White Jasmine

Jasminum polyanthum

Family: Oleaceae

Type of weed:

Flowering Months: , ,


A vigorous fast-growing evergreen twining climber with tough wiry stems. Older stems are thick and tough.

White Jasmine has compound leaves with five to seven leaflets.

Clusters of highly scented white tubular flowers, (pink in bud) look star-like when open. It flowers in spring.

Alert: The flowers can cause allergies in some people.

Don’t confuse with…

Jasmine can be confused with native Wonga Wonga Vine (Pandorea pandorana) before the plant develops the distinctive lobed leaves and before it flowers.


The plant spreads by layering and suckering. Jasmine is a popular plant in gardens and has spread from plantings and in dumped garden waste.

Impact on bushland

Jasmine climbs rapidly into the tree canopy and covers vegetation at all levels, blocking light and restricting the growth and regeneration of native species. Its weight may bring down branches. It is a serious weed of rainforests and riparian areas.


, . More abundant in the Lower Mountains.

Alternative planting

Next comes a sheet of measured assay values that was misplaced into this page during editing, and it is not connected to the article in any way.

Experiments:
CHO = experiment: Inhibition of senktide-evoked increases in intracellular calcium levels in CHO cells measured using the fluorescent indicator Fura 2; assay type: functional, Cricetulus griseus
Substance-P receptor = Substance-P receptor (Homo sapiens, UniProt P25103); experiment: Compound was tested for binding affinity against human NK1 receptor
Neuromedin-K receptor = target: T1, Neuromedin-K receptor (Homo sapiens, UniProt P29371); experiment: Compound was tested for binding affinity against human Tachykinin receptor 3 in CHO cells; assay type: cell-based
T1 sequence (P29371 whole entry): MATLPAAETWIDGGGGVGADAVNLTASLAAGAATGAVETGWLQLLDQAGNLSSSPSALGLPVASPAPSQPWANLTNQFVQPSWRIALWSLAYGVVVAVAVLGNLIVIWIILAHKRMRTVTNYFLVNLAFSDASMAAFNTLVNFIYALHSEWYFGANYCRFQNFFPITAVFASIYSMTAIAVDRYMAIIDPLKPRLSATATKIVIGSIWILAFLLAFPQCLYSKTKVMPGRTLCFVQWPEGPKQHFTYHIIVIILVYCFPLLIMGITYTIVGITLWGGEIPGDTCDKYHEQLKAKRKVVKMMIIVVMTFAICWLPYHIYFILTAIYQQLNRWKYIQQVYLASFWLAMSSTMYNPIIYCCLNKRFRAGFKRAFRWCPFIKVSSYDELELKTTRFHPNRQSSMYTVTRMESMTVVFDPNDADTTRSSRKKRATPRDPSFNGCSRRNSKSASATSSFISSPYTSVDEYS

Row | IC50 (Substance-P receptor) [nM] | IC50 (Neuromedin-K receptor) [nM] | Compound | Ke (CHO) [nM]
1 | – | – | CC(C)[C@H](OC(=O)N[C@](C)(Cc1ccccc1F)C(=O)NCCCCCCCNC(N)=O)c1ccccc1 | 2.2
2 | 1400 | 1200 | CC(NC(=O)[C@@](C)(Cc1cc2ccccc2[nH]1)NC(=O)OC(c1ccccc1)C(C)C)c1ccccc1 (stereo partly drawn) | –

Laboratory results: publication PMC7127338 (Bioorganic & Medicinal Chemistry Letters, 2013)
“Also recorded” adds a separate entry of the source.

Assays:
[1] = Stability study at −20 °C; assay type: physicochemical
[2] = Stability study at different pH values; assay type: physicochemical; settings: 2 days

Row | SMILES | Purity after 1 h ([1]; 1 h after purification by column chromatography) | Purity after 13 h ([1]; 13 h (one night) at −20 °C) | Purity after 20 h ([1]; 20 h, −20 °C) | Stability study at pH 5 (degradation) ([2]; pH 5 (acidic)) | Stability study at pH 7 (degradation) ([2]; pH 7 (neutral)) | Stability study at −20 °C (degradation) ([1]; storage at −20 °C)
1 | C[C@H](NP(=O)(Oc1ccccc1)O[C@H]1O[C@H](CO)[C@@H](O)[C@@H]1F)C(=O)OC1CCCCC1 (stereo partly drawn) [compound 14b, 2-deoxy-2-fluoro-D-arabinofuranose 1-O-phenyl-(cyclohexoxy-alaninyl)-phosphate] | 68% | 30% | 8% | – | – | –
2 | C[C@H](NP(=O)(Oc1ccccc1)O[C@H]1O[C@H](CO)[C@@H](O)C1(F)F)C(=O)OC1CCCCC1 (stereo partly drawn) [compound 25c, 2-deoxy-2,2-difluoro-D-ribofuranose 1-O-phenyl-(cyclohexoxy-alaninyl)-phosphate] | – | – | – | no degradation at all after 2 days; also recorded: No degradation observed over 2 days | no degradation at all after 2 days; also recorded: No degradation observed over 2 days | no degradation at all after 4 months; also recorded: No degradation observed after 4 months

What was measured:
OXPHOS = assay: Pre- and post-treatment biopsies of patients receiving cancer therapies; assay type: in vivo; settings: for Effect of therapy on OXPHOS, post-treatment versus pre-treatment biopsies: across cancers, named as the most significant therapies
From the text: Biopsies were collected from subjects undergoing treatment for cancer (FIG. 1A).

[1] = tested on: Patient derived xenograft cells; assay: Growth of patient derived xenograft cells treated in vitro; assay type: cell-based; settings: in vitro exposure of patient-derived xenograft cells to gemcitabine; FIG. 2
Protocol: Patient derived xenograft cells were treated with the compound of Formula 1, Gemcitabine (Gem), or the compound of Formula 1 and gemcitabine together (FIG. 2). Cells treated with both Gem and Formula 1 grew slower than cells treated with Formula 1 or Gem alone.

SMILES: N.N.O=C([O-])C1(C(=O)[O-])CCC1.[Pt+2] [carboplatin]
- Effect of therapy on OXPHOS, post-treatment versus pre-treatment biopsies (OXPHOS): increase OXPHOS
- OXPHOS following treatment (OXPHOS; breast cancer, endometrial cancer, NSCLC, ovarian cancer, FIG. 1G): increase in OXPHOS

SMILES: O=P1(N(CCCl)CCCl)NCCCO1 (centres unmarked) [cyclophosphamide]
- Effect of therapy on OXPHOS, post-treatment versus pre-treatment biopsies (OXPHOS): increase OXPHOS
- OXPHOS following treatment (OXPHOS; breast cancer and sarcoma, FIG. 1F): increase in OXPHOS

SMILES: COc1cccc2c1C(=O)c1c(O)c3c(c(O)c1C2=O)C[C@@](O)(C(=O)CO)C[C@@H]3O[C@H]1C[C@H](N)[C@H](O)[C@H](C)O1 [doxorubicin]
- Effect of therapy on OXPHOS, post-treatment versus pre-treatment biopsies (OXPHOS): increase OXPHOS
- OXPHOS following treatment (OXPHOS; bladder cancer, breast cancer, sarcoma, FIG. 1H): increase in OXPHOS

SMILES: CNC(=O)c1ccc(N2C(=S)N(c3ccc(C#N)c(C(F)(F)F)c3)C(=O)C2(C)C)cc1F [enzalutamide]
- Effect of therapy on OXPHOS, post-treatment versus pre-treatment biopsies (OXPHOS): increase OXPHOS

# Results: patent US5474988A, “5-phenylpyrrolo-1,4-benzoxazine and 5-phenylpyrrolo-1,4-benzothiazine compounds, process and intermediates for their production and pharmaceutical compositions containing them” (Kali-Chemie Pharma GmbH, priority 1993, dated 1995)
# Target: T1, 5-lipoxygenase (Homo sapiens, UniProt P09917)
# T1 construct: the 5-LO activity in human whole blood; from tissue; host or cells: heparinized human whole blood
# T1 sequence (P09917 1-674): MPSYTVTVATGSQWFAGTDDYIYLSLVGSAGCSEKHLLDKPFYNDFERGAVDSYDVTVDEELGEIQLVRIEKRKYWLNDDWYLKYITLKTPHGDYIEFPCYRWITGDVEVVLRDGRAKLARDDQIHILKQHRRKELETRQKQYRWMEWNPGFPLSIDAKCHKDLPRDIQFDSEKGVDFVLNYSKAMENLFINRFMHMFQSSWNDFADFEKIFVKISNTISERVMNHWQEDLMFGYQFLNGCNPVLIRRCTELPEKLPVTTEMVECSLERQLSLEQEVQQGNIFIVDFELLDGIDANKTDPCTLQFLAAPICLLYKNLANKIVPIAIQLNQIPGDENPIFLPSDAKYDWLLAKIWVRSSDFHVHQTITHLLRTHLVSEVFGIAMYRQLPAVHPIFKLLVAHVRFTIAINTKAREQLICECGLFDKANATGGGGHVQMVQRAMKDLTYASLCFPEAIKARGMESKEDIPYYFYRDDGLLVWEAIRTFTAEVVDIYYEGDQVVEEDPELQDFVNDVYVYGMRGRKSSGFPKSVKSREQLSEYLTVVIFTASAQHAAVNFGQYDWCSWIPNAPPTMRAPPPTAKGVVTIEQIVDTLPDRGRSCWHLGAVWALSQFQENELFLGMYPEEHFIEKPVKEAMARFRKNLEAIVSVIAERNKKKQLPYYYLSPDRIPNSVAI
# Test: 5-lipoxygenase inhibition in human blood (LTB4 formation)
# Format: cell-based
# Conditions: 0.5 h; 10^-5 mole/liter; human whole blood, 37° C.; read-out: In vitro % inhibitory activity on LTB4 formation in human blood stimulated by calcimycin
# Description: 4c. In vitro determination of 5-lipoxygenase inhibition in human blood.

Native plants

  • Twining Purple Pea (Hardenbergia violacea)
  • Wonga Wonga Vine (Pandorea pandorana)
  • Water Vine (Cissus antarctica)
  • Old Man’s Beard (Clematis aristata)

Note: not Clematis cultivars; these can also be environmental weeds.

Council provides a tool, on its Mountain Landscapes website, to help you choose native alternative plantings. Choose your village, soil, vegetation community and the purpose of your planting, and the tool will give you suggestions.

There are native nurseries in several Blue Mountains villages, including Glenbrook, Lawson and Katoomba. Please also ask at your favourite local nursery.


Stems travel long distances across the ground, frequently rooting down at leaf nodes (layering) to form new plants. Jasmine is therefore difficult to control and follow-up treatment is required.

Vines climbing up trees:

  • Scrape each stem and paint with herbicide.
  • If the vine has grown up into the canopy of a tree or shrub, cut each of the vine stems about 500 mm above the ground, after scraping and painting above and below the planned cut, to allow the parts in the tree canopy to die. It is important to keep the cut low to allow adequate length of the stems to be reached for re-treatment.

Vines growing as a groundcover:

  • Hand pull, making sure all root and stem parts are removed. All material needs to be securely rafted to ensure it will not take root and regrow.
  • Spray where the foliage is dense and low and there are no native plants nearby, but not near watercourses.

For more info

For key points on these techniques: